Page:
Sheffield Central Library commemorates Sheffield’s war history with new exhibition

This week, Sheffield Central Library is launching a new exhibition to celebrate the centenary of Armistice Day, which traces the history of Sheffield at war and commemorates all those who have been affected over the centuries. The exhibition is part of a series of free events titled Sheffield: War and Peace which has a huge scope, covering Sheffield’s war history as far back as Anglo-Saxon times, right up until the city’s most recent involvement in WW2.

Our top picks of the exhibition:

  • Battles that took place in the seventh century between paganism and Christianity, in which King Ecgbert conquered Northumberland and became an overlord of England in the year 829 at Dore, near the school which is now named after him.
  • Sheffield Castle, which was destroyed in battle in 1643. Much of the information on the castle comes from excavations which took place in the early 20th century whose results have never been studied or published.
  • Information on the Steel City’s involvement with WW1, from producing the first modern body armour and helmets, to becoming the armaments capital of the world.
  • Original paraphernalia from WW2, such as gas masks and helmets, as well as items on loan from people’s personal collections, including a Princess Mary gift box – sent to soldiers overseas from the Royal Family on Christmas 1914.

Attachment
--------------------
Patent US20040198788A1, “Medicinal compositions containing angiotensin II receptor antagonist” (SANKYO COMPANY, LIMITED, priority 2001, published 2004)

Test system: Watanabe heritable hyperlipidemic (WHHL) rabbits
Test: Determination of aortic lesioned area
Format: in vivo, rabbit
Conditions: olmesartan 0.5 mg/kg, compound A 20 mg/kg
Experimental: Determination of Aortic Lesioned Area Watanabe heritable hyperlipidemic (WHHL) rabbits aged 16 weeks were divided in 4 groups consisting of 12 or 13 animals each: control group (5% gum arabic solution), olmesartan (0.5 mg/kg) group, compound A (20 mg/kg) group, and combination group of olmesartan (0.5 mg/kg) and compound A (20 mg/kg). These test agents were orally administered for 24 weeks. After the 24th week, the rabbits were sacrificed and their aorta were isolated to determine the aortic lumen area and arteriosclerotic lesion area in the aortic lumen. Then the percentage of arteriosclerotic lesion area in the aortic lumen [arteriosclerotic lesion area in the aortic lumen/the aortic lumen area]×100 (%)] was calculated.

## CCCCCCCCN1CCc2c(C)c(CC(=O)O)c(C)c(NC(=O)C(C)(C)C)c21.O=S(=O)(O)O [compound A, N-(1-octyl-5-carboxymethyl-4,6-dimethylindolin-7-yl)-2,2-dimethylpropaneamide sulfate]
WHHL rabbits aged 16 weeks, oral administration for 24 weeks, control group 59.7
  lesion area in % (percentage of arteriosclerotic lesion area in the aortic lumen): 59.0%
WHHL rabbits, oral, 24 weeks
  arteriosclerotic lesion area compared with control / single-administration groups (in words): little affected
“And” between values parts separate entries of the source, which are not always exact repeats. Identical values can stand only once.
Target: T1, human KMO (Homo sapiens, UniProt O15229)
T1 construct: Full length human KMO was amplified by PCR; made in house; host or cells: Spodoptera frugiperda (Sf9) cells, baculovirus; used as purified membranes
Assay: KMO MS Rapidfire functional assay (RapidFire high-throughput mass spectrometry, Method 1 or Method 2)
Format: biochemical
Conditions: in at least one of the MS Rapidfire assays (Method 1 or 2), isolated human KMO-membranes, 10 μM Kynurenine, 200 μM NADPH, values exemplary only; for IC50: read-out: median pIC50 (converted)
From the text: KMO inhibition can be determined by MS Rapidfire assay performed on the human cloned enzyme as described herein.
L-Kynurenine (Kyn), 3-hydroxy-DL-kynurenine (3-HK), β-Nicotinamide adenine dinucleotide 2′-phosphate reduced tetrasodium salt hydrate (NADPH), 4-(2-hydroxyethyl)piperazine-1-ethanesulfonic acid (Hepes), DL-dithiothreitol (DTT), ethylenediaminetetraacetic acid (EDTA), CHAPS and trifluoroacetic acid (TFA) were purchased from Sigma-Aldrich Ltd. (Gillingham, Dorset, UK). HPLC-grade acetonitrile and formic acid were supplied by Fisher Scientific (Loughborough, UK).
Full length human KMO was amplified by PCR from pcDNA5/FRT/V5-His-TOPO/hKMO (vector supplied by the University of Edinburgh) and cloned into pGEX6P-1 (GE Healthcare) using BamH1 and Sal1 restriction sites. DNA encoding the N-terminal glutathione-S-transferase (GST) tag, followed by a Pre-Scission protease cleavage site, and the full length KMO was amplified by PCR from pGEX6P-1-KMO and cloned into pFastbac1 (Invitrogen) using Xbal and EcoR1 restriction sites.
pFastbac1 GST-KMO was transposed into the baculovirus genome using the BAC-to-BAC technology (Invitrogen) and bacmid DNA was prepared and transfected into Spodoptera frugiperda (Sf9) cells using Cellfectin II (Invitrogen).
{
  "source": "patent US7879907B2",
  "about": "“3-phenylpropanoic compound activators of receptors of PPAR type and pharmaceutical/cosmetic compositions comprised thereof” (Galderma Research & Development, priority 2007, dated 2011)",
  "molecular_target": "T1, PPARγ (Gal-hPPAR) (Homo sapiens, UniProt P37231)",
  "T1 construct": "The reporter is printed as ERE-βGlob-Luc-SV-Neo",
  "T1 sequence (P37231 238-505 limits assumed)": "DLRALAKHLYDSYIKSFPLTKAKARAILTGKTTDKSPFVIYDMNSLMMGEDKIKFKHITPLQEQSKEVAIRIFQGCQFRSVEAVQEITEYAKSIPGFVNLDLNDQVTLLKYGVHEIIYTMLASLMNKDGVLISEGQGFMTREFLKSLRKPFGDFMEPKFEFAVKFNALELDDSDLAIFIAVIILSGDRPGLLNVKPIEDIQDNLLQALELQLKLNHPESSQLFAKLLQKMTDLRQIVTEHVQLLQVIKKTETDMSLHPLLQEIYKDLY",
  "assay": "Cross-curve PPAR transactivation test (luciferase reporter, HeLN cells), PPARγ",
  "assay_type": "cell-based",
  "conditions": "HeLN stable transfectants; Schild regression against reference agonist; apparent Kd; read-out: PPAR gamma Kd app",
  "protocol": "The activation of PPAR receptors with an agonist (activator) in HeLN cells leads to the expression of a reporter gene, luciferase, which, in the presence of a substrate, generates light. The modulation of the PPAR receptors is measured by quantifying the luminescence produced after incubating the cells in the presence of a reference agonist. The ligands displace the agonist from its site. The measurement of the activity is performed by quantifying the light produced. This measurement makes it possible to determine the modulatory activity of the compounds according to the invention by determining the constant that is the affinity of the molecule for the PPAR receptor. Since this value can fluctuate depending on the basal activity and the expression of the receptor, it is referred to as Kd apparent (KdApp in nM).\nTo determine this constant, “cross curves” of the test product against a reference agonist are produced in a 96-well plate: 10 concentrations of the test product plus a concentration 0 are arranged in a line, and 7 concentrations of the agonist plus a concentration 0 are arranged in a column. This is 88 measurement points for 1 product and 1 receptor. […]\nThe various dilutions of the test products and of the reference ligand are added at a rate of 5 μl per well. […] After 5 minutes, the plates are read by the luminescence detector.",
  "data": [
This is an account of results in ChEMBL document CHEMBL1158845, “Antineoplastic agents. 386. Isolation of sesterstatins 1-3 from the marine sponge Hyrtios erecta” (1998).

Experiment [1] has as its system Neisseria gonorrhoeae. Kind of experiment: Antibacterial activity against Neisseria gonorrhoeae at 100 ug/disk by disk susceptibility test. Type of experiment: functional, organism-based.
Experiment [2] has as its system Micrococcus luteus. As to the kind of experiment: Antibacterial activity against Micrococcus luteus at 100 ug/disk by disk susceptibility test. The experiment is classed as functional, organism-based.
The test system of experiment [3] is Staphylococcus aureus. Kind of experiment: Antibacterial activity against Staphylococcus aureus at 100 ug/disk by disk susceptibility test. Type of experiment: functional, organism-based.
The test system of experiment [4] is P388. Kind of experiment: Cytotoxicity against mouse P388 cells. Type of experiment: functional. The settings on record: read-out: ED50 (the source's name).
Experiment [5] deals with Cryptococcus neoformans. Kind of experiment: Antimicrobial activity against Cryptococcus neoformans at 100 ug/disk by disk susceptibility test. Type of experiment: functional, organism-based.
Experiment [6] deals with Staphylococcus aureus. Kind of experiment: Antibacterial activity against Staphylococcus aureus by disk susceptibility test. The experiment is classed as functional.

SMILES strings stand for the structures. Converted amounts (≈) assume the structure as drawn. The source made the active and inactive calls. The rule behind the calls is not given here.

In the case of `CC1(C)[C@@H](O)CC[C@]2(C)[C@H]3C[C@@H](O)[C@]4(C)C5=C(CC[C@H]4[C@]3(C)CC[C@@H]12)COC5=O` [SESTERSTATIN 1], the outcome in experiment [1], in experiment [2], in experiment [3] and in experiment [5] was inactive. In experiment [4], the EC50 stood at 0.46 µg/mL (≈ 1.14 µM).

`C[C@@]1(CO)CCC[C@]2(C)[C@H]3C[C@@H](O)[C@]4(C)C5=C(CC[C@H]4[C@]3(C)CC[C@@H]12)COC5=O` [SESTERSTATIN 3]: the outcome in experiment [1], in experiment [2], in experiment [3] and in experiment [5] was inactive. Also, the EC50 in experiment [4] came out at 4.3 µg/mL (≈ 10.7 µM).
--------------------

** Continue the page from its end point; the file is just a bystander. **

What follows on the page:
The fascinating information will be accompanied by images which document everyday life in the city, courtesy of Picture Sheffield, and objects from the City Archives and private collections. The exhibition and all related events are free but require booking online through the Sheffield Council website.

Councillor Mary Lea said: “Remembrance Sunday honours the dead of the first and second world wars, but Sheffield has seen conflict going back for centuries. This exhibition helps us to remember many people who’ve fought and died to make Sheffield the great place it is today – from the Chartists and the Trade Union movement to the young women working in the factories pushing for women’s votes. We have a fascinating history and it’s something to be proud of.”

For more information and to book event places visit

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